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Look at this gorgeous, seasonal produce

Not to make anyone jealous who doesn’t have access to the same, but how can one resist all these vibrant, beautiful colors. Obviously, I couldn’t, as I grabbed all of this from the Greenmarket. While I do have quite a few recipes for cooking the vegetables individually, I had other plans for these gems.

The two recipes I consulted before starting

I am also one of those people who definitely eats with her eyes first, and I am very drawn to colors. From the September issue of BBC Good Food magazine, I had pulled a ratatouille recipe to try. This must be irresistibly appealing, at least for me, because when I went into my recipe file to file it (I’m trying to be good about keeping everything organized.), I discovered that I’d pulled a similar recipe from last year’s September issue of the same magazine. There must be something that they put into their food photography to draw me in to the same recipe topic in two consecutive years.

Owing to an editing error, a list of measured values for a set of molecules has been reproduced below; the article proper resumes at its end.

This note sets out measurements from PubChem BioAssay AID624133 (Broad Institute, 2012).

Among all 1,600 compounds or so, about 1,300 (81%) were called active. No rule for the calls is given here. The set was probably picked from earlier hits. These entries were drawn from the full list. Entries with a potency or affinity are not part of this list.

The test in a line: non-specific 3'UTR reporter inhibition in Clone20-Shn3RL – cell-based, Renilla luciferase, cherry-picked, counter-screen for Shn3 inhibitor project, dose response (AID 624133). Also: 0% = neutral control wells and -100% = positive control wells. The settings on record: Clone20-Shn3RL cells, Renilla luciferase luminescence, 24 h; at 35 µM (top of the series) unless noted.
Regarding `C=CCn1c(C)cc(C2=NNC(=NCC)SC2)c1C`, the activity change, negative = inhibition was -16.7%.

Everything prepped and ready to go

Cooking and recipe-making can also be a bit of a research process, though, so having two descriptions of how to make the same dish isn’t necessarily a bad thing. Both of these had some helpful tips to avoid making a big pile of vegetable mush. One is to cut everything into more or less the same size. The second is to cook each component* – peppers, eggplant, zucchini – separately and then combine them at the end.

Each of the two recipes has variations on the seasoning, but I decided to stick to fresh basil, as the bunch I had was perfectly fragrant and kelly green. Putting them all together was a snap and the results were as lovely as the individual components had been.

These will definitely help satisfy my “5-A-Day”

*Kitchen Witch Tip

U.S. to UK: Eggplant = Aubergine / Zucchini = Courgette

When I first lived in London, many, many years ago, this mini-translation lesson was given to me by my American roommate within my initial few days of moving in. It is also one of the food tips I pass on to others who plan to live there, as it saves lots of trans-Atlantic linguistic confusion about something as simple as vegetables.

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